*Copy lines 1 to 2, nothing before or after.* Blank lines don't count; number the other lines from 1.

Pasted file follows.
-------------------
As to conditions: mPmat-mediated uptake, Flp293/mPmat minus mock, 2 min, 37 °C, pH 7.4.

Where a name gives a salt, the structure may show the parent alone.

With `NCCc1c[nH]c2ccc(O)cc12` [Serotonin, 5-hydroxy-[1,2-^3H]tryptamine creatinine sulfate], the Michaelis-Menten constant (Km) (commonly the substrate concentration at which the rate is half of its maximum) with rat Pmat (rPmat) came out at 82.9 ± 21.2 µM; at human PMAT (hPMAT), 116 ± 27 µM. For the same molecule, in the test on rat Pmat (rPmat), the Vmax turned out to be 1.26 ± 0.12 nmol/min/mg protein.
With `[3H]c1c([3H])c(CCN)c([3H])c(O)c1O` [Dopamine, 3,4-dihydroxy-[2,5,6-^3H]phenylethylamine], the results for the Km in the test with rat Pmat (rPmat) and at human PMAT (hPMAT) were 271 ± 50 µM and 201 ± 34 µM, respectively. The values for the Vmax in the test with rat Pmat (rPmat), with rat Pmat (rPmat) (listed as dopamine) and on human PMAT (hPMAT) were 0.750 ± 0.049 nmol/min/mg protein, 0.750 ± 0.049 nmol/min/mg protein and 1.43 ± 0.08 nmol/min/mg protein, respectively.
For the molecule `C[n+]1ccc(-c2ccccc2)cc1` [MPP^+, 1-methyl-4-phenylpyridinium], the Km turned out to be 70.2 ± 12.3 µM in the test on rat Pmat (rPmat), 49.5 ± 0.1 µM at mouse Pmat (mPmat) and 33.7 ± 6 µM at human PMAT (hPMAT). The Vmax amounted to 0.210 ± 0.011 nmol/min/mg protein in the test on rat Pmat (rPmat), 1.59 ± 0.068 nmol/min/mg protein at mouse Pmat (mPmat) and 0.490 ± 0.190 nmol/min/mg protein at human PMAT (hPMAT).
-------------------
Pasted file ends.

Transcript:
As to conditions: mPmat-mediated uptake, Flp293/mPmat minus mock, 2 min, 37 °C, pH 7.4.

Where a name gives a salt, the structure may show the parent alone.